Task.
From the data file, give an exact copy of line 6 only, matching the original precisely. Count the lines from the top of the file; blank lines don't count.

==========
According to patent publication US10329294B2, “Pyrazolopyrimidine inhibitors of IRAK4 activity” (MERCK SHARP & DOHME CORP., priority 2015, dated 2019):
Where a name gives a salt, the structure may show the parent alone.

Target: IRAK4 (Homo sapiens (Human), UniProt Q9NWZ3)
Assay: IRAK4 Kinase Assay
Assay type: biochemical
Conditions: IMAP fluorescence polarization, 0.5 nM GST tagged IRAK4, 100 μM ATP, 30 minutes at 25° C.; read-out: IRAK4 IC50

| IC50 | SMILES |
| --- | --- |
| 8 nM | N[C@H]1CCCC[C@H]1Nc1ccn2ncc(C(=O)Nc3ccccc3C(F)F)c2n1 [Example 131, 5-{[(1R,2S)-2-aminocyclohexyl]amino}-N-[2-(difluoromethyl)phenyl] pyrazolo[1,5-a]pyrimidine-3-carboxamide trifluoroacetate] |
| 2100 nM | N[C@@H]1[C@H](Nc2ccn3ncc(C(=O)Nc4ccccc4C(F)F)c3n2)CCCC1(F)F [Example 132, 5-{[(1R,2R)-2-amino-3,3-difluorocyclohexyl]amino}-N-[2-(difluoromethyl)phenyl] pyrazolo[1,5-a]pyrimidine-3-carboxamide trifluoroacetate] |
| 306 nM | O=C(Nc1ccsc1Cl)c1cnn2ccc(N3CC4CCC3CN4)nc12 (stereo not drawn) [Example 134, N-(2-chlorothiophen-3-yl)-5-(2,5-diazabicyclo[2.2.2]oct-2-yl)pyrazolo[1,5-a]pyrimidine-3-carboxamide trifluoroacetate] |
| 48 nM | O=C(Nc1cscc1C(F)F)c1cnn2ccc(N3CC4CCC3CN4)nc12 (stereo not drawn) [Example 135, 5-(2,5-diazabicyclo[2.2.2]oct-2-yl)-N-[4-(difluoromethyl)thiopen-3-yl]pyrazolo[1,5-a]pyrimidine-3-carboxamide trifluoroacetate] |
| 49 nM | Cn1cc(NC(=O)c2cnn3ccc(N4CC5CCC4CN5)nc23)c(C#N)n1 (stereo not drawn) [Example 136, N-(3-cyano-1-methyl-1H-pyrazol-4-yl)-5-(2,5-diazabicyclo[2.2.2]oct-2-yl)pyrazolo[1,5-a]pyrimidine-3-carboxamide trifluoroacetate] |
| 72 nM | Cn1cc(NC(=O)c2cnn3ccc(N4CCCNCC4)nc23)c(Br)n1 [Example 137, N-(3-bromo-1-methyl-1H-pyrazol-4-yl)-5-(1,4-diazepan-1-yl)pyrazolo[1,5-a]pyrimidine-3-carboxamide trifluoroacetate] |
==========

Conditions: IMAP fluorescence polarization, 0.5 nM GST tagged IRAK4, 100 μM ATP, 30 minutes at 25° C.; read-out: IRAK4 IC50